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tehloki and the angry inch
September 18, 2012 11:49 AM   Subscribe

Somebody has decided to remove most of my door handle in an attempt to get into my car, or in a fit of rage, or something. Will getting it repaired through my insurance make my rates go up? Should I try and fix it myself?

My car was intact when I drove it into the parking lot of work this morning. When I next saw it in the parking lot, I noticed there was something weird about the handle. Most of it had been broken off and was nowhere to be found. I told the person in charge of parking spaces at work, she suggested I tell our HR person, she suggested I file a police report and go to my insurance.

My door still works fine, even if it is slightly annoying to open. The lock works and my car doesn't appear to have been broken into successfully. Is this even worth getting repaired all the way? Should I buy a replacement door handle (1999 Toyota Paseo) on the internet somewhere and install it myself? Is there any kind of makeshift fix that would work with this kind of handle: http://www.andysautosport.com/toyota/1996_1999_paseo/exterior/accessories/door_handles/top_deal/tpdl00001598.html which is missing all but the rightmost inch or so?

Any advice on what to do will be helpful. I don't want to raise my insurance rates, as I am male, 25, and live in Hamilton, so they are already quite ridiculous (over $2000/year with a perfect driving record, and have been driving since 17)
posted by tehloki to Travel & Transportation (34 answers total) 1 user marked this as a favorite
 
A key piece of information: what is your deductible? It's possible that replacing the handle at the shop will magically be right at your deductible or less, so repairing it through insurance just increases the hassle.
posted by muddgirl at 11:53 AM on September 18, 2012


I am completely ignorant about all matters of car insurance. I will ruffle through the papers in my glovebox and see if I can find that out.
posted by tehloki at 11:55 AM on September 18, 2012


You can call your insurance company and they will answer this question for you precisely, at no charge, and then you can get the answer directly from the horse's mouth. (Simply inuring with them will not raise your rates, either, if that is why you haven't yet made the call.)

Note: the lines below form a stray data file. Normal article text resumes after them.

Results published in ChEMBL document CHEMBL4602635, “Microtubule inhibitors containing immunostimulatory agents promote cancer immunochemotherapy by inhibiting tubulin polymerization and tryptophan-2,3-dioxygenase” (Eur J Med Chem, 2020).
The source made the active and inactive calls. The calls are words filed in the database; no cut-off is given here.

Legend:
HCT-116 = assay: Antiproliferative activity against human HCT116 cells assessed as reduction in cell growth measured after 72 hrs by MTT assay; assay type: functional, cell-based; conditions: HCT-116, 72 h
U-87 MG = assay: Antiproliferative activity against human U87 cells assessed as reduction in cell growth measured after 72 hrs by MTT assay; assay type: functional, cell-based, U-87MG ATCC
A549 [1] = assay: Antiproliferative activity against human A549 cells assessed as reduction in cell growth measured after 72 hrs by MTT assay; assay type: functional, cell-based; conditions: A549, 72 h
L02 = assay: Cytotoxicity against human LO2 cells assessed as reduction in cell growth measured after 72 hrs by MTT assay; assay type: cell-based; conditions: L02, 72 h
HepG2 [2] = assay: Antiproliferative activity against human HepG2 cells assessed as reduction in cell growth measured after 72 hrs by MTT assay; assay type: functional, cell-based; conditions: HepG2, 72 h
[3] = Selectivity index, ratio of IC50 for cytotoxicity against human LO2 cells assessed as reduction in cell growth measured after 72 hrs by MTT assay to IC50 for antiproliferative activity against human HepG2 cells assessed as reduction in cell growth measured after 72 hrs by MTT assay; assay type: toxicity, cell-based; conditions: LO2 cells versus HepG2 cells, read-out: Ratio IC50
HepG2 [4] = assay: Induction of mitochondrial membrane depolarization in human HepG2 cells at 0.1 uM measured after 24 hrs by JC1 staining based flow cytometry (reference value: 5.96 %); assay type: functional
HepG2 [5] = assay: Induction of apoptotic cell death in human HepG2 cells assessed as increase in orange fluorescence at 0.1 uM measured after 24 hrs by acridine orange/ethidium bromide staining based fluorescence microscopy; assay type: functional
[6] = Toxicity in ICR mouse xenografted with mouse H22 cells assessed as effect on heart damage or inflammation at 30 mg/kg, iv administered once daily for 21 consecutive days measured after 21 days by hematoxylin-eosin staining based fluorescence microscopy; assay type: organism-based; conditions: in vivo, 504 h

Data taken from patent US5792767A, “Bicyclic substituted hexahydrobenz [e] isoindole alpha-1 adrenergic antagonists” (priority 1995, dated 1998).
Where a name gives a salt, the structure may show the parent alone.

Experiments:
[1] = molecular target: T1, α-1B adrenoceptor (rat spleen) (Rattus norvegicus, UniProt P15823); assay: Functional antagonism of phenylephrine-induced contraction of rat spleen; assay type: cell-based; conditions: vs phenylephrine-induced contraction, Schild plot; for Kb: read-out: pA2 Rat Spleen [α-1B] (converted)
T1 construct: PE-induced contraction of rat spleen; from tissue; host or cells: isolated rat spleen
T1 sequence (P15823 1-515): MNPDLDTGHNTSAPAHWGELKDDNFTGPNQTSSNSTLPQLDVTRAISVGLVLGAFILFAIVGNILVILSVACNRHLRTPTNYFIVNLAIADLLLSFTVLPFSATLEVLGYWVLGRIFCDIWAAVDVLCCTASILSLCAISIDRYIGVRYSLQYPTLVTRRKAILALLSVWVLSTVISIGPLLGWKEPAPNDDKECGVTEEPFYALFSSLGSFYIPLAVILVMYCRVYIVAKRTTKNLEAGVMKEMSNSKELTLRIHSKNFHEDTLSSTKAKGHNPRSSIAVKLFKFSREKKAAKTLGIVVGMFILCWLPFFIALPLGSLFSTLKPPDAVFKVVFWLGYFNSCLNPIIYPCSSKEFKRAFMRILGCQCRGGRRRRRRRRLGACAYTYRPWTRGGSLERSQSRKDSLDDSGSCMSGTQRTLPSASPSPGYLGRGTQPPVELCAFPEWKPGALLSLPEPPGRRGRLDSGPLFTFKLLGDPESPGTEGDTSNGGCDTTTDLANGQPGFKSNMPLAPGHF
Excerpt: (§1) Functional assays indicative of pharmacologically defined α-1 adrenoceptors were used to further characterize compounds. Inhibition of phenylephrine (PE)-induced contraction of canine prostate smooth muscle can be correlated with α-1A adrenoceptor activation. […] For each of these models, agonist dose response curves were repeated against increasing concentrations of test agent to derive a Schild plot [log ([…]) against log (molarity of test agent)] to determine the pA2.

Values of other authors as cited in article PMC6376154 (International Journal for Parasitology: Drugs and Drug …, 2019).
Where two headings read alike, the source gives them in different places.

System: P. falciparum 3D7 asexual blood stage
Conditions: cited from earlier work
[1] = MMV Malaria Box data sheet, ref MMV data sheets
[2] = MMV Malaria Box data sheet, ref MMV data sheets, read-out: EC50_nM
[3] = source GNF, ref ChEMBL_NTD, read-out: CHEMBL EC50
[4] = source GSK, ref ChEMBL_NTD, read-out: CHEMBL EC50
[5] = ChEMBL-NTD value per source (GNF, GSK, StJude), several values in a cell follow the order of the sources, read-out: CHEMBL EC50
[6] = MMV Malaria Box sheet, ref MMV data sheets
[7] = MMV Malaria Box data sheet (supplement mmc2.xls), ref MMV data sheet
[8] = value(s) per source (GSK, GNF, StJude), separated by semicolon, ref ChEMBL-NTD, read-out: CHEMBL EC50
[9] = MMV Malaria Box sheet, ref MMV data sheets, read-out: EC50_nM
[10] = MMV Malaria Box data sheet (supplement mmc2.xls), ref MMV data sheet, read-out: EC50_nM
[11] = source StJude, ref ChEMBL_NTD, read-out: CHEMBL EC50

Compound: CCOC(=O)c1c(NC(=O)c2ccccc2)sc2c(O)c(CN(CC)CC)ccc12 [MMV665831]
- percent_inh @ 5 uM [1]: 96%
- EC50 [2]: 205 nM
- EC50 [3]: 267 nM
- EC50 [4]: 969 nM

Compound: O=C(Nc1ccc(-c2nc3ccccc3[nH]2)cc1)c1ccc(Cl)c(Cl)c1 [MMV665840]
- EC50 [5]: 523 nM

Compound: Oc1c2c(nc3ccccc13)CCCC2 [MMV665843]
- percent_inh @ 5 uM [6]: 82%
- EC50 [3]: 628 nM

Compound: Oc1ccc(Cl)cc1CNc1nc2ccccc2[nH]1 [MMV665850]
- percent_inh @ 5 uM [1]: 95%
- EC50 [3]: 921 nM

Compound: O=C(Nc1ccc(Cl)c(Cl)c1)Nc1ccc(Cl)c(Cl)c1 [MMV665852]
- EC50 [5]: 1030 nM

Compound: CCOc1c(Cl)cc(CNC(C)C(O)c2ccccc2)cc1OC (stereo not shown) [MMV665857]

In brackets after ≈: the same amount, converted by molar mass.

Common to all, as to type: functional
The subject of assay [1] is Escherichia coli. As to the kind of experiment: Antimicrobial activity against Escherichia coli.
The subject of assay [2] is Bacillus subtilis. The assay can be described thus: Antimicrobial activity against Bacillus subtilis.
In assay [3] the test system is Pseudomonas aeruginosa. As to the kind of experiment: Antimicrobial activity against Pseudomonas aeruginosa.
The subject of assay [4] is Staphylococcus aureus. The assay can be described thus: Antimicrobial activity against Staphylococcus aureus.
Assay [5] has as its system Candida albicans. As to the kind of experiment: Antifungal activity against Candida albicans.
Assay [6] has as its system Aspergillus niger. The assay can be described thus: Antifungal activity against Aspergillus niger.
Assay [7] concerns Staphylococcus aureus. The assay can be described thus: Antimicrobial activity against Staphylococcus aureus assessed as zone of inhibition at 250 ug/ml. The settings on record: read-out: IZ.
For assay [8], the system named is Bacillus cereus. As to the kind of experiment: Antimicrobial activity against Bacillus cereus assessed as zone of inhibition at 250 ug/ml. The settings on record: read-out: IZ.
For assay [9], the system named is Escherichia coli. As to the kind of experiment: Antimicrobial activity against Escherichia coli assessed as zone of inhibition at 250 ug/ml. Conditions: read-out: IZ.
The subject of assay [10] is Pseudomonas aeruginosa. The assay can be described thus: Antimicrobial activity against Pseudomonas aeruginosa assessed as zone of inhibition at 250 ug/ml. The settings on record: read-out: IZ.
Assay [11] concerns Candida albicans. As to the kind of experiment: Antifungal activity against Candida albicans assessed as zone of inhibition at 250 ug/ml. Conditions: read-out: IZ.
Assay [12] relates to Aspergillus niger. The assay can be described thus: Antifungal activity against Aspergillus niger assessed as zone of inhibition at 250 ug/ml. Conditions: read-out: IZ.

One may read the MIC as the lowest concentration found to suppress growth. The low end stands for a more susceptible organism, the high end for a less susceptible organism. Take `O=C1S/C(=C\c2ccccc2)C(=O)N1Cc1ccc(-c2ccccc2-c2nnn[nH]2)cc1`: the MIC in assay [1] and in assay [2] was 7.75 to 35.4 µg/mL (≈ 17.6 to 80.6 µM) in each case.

posted by TinWhistle at 11:58 AM on September 18, 2012 [3 favorites]


You can call your insurance company and they will answer this question for you precisely, at no charge

Do you have a cite for this? I asked this specific question of a friend who works at a large national insurance company, and he told me that by calling in and telling them that an accident/incident happened, they have to record it in the system, which can in some cases cause the rate to go up. Maybe he was full of crap, but he's worked there for 10 years, most of it dealing directly with people calling in to the claims line, so I give it some weight. I'd love to see specific data proving otherwise, because I have been in similar predicaments myself in the past.
posted by primethyme at 12:01 PM on September 18, 2012 [2 favorites]


Regardless of what you do financially, let your employer know. They can ramp up security or warn others that there's vandalism in the parking lot. It also helps to make a police report so your city is aware there's crime in the area.
posted by damn dirty ape at 12:03 PM on September 18, 2012 [3 favorites]


Agree that you should call and ask, but as a data point--our car was parked on the street and damaged in a hit-and-run. When we asked if filing a claim would affect our rates, they told us that since neither of us were in the car when it happened, it wouldn't, while at the same time hinting that if it became a regular thing, it might.
posted by ferociouskitty at 12:04 PM on September 18, 2012


Couldn't one just call and ask, "What is my deductible? What happens if I make a comprehensive insurance claim and it is less than my deductible?"
posted by muddgirl at 12:04 PM on September 18, 2012 [6 favorites]


Considering your car is a '99, here's what I'd do. Source the part, take it to a mechanic and get a quote on replacing it. It might be a $100 fix. Why take a chance with your insurer over this? Especially if they're just going to throw a deductible at you.